Machine Knit Leg Warmers / Boot Toppers

Tomorrow is New Year’s Day. No commitments, have lots of time of knit, looking forward to doing the first project of the year and the forecast high for Thursday is 10 degrees. It’s a perfect time to whip up a pair of leg warmers. These were knit flat on a Brother KH860 with KR850 ribber using Franklin Sock Yarn from Valley Yarns.


Stockinette: 31 stitches x 40 rows = 4″/10cm
Finished Size:
Ankle: 7 1/2″
Cuff: 10 1/2″
Total Length: 14″

Cast On

Disconnect ribber carriage and position it on the left.
Position main carriage with ribber arm on the right.
Set pitch lever to H and rack to position 5.
Set up for industrial rib with edge pairs on the main bed (see note 1): 36L – 35R on the main bed, 35L – 33R on the ribber. Pull one extra ribber needle (35R) to WP to round off the zig-zag row.
Pull ribber needles a little higher than WP and make sure all latches are open. The tips of the ribber needles should be even with the main bed’s gate posts. Main bed needles should be in WP.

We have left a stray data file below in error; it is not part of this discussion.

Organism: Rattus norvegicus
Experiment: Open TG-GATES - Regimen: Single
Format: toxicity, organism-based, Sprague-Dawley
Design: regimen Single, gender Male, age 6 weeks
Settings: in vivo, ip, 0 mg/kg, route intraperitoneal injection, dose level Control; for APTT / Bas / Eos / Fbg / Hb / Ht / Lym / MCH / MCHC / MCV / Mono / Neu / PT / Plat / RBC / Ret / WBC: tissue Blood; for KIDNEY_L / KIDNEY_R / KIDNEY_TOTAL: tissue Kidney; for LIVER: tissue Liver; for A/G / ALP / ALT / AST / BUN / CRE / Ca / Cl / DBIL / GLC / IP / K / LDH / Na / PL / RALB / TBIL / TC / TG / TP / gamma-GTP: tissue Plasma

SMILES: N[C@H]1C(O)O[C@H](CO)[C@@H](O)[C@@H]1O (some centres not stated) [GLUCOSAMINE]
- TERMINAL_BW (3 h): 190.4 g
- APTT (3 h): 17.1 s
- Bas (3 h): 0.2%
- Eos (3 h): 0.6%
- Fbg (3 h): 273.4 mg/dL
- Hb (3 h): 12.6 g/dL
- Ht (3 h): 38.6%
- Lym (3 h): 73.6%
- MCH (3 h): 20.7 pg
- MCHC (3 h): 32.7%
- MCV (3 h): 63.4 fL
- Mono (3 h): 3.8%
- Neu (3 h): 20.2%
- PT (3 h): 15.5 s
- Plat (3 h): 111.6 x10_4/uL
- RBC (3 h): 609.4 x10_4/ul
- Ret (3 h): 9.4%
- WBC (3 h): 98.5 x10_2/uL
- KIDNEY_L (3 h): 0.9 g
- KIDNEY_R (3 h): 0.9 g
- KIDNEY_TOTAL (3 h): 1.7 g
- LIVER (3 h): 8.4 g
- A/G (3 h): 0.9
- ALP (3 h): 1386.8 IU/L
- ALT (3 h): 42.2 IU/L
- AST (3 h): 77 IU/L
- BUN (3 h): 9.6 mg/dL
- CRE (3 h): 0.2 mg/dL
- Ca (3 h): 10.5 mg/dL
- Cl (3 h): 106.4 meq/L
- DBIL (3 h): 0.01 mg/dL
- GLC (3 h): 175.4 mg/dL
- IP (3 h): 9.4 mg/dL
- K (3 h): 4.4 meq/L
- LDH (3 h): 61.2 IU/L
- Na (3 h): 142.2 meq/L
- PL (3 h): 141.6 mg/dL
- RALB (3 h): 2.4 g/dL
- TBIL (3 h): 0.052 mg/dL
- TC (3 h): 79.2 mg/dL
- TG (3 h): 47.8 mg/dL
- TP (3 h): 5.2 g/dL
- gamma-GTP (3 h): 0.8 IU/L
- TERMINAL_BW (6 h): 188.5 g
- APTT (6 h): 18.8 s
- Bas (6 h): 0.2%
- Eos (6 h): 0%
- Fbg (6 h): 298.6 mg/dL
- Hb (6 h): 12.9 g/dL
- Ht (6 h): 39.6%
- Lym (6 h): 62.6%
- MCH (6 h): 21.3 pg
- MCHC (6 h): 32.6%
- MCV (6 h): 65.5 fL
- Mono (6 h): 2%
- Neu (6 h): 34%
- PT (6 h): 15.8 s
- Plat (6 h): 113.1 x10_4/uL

Thread the main carriage leaving long tail for seam, set the tension to T0 and RC = 0.
Rack to position 6. Knit from right to left with the main carriage only.
Carefully push the ribber needles back to WP. Make sure the floats that passed over the ribber needles are caught in the needle hooks.
Hang the ribber comb and weights (see note 2).
Connect the ribber carriage and set the carriages to knit circular: ┬ádepress the left part button on the main carriage and set the ribber’s right cam lever ┬áto PR.
Set the tension on both carriages to T1. Knit 2 rows, ending COL RC=3.
Transfer the extra ribber stitch on 35R to 34R on the main bed.
Set the tension on both carriages to T2. Knit 1 more row, ending COR RC = 4.

Ribbed Ankle

Set both carriages to knit: release the part button on the main carriage and set the ribber’s right cam lever to N).
Set the tension on both carriages to T5.
Rack to position 5.
Knit 21 rows, ending COL RC = 25.
Transfer the left stitch of each pair of ribber stitches to the corresponding empty main bed needle (see note 3).
Knit 1 row, ending COR RC = 26.
Set pitch lever to P.